Sunday, June 05, 2005


Esmeralda: glassy green eyes staring from a papier-mâché face, glossy black plastic curls under a red paisley silk scarf, drowning in brass-coin jewelry and lacquered coral lipstick. I saw her, half a gypsy in a glowing box, through the riotous mass of high school kids packed into the bright parlor-arcade on Disneyland’s Main Street. I gave her two quarters, and within the acrylic cube her pale, stiff hand brought a card forward from the deck before her (oversized Bicycle, oddly, instead of tarot) with mechanical sluggishness. She released it into a chute where I snatched it and tucked it into a denim pocket, with various tickets and wrappers, to examine later. I never once glanced at her again.

That was March of 1996. In July of 1998 I found the card while unpacking in my new apartment on 13th Street in Imperial Beach. The paper was stained and creased but still bore the comically ominous warning, “beware a dark-haired man who wears a great deal of jewelry.” I met black-haired Oscar on a blind date in March of the next year and forgot all about poor Esmeralda. Her card was stored with other sentimental talismans in a Roitan cigar box which I’m certain, in his desperate attempt to completely obliterate the life I lead before he entered my world, Oscar’s brown bejeweled hands covertly conveyed to the dumpster in the parking lot.

Oscar couldn’t erase my life before him, but he had to try. It was almost as if he were two people. Half of him truly wanted to be encouraging, thoughtful, supportive, and a good partner and friend. The other half couldn’t help attempting to force me to fit his ideal. Stay home. Wear skirts. Live only for me; I should be enough for you. Wait until I am successful, and then your success will come easily; you will have the means to create it. Sorry, Oscar, I couldn’t wait. It had less to do with impatience or doubt and far more to do with progress, a natural shift of my concept of happiness. I don’t think there was anything you could have done to prevent me leaving. Dying, maybe. I would have stayed with your ghost forever. I’m terribly adept at making do with just fractions of the men I love. And then too, if you were dead no one could have proven to me that you would eventually damage my life beyond repair. Alas, you lived, and I saw it coming. So you see, I had to let you go. And only then did I notice that love can easily be inadvertently imitated.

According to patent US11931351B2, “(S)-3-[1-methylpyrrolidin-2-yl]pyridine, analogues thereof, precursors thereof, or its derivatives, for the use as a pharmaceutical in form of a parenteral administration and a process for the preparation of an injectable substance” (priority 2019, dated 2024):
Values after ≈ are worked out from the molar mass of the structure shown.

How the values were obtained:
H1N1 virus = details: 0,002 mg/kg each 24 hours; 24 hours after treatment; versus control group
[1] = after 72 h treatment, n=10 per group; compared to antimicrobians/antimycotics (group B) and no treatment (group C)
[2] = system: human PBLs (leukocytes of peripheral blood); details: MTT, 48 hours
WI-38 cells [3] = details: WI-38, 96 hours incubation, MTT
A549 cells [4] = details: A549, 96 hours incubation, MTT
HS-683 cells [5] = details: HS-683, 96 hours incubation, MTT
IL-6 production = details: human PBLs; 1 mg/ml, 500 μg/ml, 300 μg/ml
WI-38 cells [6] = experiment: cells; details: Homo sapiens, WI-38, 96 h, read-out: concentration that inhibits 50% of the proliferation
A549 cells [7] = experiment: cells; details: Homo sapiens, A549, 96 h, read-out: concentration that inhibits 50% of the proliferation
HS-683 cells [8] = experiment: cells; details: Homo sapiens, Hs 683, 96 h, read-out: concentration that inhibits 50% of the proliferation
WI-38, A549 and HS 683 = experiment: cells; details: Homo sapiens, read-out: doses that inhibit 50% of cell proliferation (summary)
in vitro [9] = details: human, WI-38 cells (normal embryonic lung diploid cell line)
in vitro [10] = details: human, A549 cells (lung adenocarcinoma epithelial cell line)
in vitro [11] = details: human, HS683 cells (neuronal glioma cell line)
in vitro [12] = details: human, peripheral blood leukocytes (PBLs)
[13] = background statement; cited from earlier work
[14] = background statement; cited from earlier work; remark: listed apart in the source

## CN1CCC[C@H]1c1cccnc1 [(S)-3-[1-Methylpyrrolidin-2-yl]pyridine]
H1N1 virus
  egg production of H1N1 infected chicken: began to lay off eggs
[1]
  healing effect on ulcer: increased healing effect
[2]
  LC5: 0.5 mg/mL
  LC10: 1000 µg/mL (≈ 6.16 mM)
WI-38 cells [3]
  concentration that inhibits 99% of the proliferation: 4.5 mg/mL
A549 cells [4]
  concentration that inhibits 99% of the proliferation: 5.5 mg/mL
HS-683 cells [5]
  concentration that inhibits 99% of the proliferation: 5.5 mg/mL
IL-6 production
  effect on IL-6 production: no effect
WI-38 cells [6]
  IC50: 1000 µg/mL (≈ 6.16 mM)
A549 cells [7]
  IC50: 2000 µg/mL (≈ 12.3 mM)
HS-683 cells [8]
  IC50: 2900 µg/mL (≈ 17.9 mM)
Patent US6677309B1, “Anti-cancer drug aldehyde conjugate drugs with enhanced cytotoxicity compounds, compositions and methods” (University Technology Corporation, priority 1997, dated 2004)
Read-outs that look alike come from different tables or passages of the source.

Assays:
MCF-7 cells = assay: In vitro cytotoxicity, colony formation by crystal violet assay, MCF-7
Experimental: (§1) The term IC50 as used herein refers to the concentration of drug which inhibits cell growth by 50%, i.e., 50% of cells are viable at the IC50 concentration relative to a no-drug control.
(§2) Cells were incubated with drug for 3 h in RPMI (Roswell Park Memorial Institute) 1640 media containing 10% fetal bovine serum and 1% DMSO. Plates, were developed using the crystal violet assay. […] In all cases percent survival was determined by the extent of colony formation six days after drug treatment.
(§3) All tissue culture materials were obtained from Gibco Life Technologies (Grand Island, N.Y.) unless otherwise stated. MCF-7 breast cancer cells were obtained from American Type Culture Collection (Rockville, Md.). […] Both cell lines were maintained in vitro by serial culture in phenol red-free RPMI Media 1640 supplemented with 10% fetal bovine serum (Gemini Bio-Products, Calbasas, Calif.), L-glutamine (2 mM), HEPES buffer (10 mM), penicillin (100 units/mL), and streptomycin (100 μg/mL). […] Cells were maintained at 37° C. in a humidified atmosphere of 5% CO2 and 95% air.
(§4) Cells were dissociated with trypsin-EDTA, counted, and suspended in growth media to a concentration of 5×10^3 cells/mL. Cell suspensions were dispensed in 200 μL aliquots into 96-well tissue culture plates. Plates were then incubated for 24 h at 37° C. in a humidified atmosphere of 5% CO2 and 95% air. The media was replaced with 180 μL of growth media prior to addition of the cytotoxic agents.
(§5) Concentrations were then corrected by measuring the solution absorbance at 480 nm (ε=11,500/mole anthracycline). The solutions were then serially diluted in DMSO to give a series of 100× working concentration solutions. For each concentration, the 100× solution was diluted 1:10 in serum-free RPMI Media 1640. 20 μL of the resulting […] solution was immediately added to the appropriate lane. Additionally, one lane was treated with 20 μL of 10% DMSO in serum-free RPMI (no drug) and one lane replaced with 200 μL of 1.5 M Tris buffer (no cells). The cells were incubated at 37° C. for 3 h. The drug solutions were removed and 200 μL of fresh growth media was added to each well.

I thought about Tom Hanks in Big when I read first read Esmeralda’s card. I pondered being careful what you wish for. But I am a chronic wisher. And not necessarily for unreasonable things, but for simple happiness and meaning. The card also said I love flowers and jewelry and beauty, and Oscar came bearing mountains of these things. Overkill, and a deficit of the things that really matter: patience, understanding, dependability, and respect.

Esmeralda said to stay away from boats. My dream home was once a houseboat on Lake Powell, replete with all the solitude, beauty and romance of reflected desert sunsets. But then, I occasionally get motion sickness. And pests abound near water, West Nile and all that, even though mosquitoes apparently find me unappetizing. And I’m learning that water isn’t so reliable as I once thought it to be. It’s actually quite a fickle element. Corrosive and persistent as all get out, water is nobody’s fool. A pair of hydrogen atoms seduces an oxygen atom and makes for one volatile ménage à trois. A skimpy foundation for a home; even one that floats.

I am only superstitious on August 23rd, when I pour all my hopes and dreams into a birthday wish that more closely resembles a fervent prayer. But if I still had that three-by-five playing card from Esmeralda's enchanted deck, I would frame it, the words kissing red felt and only the graphics on the back visible behind the glass. The card was, of course, the queen of hearts, and the queen had raven-black hair and leaf-green eyes. Her robe was red Chinese silk, and scattered in miniature across the fibers were the divided and destabilized yin and yang of that preoccupied pattern, paisley.


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